On Apr 28, 2004, at 1:04 AM, Robert Klemme wrote:

>
> "Mark Hubbart" <discord / mac.com> schrieb im Newsbeitrag
> news:56EB0554-986E-11D8-9038-000502FDD5CC / mac.com...
>> Hi,
>> I was messing around with recursive arrays and I came across this:
>>
>> mark@imac% cat hash.rb
>> a = []
>> a[0] = a
>> puts a.hash
>> mark@imac% ruby -v hash.rb
>> ruby 1.9.0 (2004-04-11) [powerpc-darwin]
>> hash.rb:3:in `hash': stack level too deep (SystemStackError)
>>          from hash.rb:3:in `hash'
>>          from hash.rb:3:in `hash'
>>          from hash.rb:3:in `hash'
>>          from hash.rb:3:in `hash'
>>          from hash.rb:3:in `hash'
>>          from hash.rb:3:in `hash'
>>          from hash.rb:3:in `hash'
>>          from hash.rb:3:in `hash'
>>           ... 44888 levels...
>>          from hash.rb:3:in `hash'
>>          from hash.rb:3:in `hash'
>>          from hash.rb:3:in `hash'
>>          from hash.rb:3
>>
>> .. looks like a bug?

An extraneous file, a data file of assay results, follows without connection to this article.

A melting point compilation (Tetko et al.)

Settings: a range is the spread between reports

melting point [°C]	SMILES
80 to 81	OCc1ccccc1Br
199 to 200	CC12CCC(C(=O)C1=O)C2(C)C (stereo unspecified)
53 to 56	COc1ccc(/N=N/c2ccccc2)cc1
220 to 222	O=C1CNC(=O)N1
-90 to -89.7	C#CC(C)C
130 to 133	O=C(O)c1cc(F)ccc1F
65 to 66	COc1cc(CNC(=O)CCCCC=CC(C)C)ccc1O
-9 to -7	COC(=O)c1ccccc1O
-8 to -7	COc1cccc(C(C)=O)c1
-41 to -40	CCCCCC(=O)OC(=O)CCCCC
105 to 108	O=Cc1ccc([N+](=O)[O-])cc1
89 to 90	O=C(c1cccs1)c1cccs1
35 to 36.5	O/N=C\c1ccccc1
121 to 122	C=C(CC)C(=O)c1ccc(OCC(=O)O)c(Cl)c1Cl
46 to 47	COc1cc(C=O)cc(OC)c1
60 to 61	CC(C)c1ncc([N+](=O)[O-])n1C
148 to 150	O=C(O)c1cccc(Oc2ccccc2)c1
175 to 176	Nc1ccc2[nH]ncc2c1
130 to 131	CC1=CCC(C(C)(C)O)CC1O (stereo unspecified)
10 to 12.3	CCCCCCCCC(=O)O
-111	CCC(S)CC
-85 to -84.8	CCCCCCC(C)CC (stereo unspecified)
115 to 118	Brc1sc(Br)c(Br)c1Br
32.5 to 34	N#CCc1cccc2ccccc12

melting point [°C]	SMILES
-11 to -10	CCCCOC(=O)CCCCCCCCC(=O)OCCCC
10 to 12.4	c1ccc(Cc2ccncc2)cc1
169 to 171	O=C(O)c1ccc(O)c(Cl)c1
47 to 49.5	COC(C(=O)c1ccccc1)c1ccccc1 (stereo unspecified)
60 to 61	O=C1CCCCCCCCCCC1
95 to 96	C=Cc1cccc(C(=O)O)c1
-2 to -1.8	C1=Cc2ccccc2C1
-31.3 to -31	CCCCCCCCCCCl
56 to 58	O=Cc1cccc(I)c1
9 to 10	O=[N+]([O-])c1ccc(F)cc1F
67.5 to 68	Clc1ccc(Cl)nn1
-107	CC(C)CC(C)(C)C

>
> Hm, I'd say that for efficiency reasons loop detection in object 
> graphs of
> arrays is not done and thus it's a bug you'll have to live with.  After
> all, how often do you need self referencing containers?

Apparently if I *do* need self referencing arrays, I can't use #hash on 
them. Unless I redefine it so it works properly.

Anyway, I realized that the documentation for Array#hash is messed up. 
It claims (or at least implies) that #eql? uses #hash to compare 
values. I was assuming that a bug in #hash would make comparisons mess 
up. I was wrong :)

irb(main):047:0> [1].eql? [2,1]
=> false
irb(main):048:0> [1].hash == [2,1].hash
=> true

hashes are definitely not unique :)

--Mark